Joy in Sabadell

I may be one of the last denizens of Planet Internet to find out about the viral video known as Som Sabadell flashmob, which was posted last May by the big Spanish bank called Banco (de) Sabadell. It shows a seemingly spontaneous gathering of orchestral musicians, starting with a double-bass player in white tie and tails. He is soon joined by other, more casually dressed musicians and eventually choristers, performing an abbreviated version of Beethoven’s Ode to Joy (from his 9th Symphony) in the busy main square (Plaça Sant Roc) of Sabadell, the city (north-northwest of Barcelona) where the bank is headquartered. In fact, the bank’s original building (with the lettering BANC DE SABADELL clearly visible) appears as a backdrop for the performance, along with the city hall and the church of Saint Felix.

It appears that the crowd joins in the singing of the Ode, though it’s fairly clear that the soundtrack was professionally recorded and added to the video. Anyway, what they sing is the first three quatrains, in a Catalan translation by the poet Joan Maragall (grandfather of Pasqual Maragall, former President of Catalonia); translating German poetry was a specialty of his. From my point of view as an experienced song translator, it is a superb translation: it maintains the rhyme scheme and meter, as well as the essential meaning, of the original. The only objection might be that the language is the literary Catalan of over a century ago (Maragall died in 1911), quite different from the present-day language. For example, the word joia (joy) is old-fashioned; the modern word would be alegria.

For those who want to sing along with the video, I am enclosing Maragall’s verses, along with a phrase-by-phrase English translation, below. I have marked up the Catalan text as a pronunciation guide, which I explain further down.

Joia, qu(e) ets dels déus guspira

Generada dal(t) del cel:

Ven(t) de foc el pit respira

Sota (e)ls plecs del teu san(t) vel.

Si ajuntar-se’ls cors demanen

Que un mal ven(t) va separan(t),

Tots els homes s’agermanen

On tes ales van tocan(t).

Si fortuna generosa

Ens (h)a dat un bon company

Oh companya graciosa,

Cantarem am(b) més afany.

Joy, spark of the gods,

Engendered above heaven:

The breast breathes wind of fire

Under the folds of your holy veil.

If hearts ask to be joined,

Those that an ill wind separates,

All men become brothers

Where your wings touch.

If generous fortune

Has given us a good companion,

Oh gracious companion,

We will sing with more zeal.


Stressed vowels (marked bold) are as in Italian. In particular, e and o can be either open or closed. The open values are as in pet and pot as pronounced in most of Britain (not North America). The closed values (marked bold italic) are as in mate and mote as pronounced in Scotland, Ireland or the West Indies, not diphthongs as in North America or most of England.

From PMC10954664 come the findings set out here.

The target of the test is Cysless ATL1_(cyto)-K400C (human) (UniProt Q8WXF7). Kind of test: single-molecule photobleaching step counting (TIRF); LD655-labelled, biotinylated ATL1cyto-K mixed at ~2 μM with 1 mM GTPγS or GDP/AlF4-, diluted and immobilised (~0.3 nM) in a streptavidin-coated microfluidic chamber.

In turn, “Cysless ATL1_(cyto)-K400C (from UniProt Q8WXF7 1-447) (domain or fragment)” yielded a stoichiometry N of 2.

As regards unstressed vowels (unmarked), a (at least in the Barcelona region, as heard in the recording), i and u are essentially the same as stressed. Unstressed e and o are the same as a and u, respectively. In this text there are four instances of the latter (tocant, fortuna, company, companya); in each case the o is read as though written (like the vowel of push). There are almost two dozen unstressed e‘s, all to be pronounced as though written a, that is, like the vowel of cut as spoken in North America or southern England.

Consonants: c, g, j and s are as in French; b, v, and r are as in Spanish;  l is as in English; and ny is like Spanish ñ. Silent letters are in parentheses.

Sing with joy!


6 Responses to “Joy in Sabadell”

  1. Marek Wojcik Says:

    Dear Professor Lubliner,
    This European Union anthem makes other than linguistic association in my mind. Future of EU is not clear and these people singing this anthem in their national language may be considered as a vote for EU. Would be good to see other nations singing “Ode to Joy” in this intention.

    Thank you very much for this reflection. You were silent for a very long time. Please consider more frequent comments, they are very interesting.

    Happy 2013 Year,
    Marek Wojcik

  2. Angel Says:

    Here´s a sample of Coby´s song translator skills:

  3. Angel Says:

    Sorry wrong link:

  4. Cynthia in California Says:

    Merci, gracias, danke, dank U wel, and thank you for the presentation of these lyrics in Catalan. I saw the “Som Sabadell” flashmob and related to the singing as an affirmation of the survival of Catalan despite the oppression under Franco and before.

    This language has survived horrible cultural suppression and seeing it sung with such verve, in public, with passers-by (man with child on shoulders, older man) participating, was soul-stirring.

    What more is there to say?

  5. andr3vv Says:

    Somewhere, I read that the recording is actually from the site on the day of…that the sound of kids or the crowd was part of the original recording, however, mastered and engineered out (for the most part). It’s also why the chorus is slightly muddy.

  6. Jak Tichenor Says:

    Dear Coby,
    Thank you so very much for your translation and accompanying notes on the Banco Sabadell flashmob from Catalan. Your good work has added immeasurably to my enjoyment of this wonderful and uplifting musical performance and video production.

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